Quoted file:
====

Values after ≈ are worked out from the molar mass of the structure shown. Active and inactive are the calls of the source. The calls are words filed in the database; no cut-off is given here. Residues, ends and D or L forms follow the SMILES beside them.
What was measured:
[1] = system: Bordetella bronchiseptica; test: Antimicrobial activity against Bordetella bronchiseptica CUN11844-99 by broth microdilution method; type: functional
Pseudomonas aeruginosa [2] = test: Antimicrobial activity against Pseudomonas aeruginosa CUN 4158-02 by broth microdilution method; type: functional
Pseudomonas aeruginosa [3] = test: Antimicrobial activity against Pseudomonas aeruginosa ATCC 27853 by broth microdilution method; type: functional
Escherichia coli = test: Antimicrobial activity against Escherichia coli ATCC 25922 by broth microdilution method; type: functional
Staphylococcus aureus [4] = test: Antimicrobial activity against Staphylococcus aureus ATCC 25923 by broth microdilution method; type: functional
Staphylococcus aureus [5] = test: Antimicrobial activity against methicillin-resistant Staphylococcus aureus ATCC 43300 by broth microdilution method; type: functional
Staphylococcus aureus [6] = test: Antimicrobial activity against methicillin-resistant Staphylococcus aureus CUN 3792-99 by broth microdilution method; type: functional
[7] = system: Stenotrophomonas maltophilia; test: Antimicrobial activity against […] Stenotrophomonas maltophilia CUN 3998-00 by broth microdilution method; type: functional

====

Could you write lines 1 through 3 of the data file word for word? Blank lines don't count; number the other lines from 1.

Values after ≈ are worked out from the molar mass of the structure shown. Active and inactive are the calls of the source. The calls are words filed in the database; no cut-off is given here. Residues, ends and D or L forms follow the SMILES beside them.
What was measured:
[1] = system: Bordetella bronchiseptica; test: Antimicrobial activity against Bordetella bronchiseptica CUN11844-99 by broth microdilution method; type: functional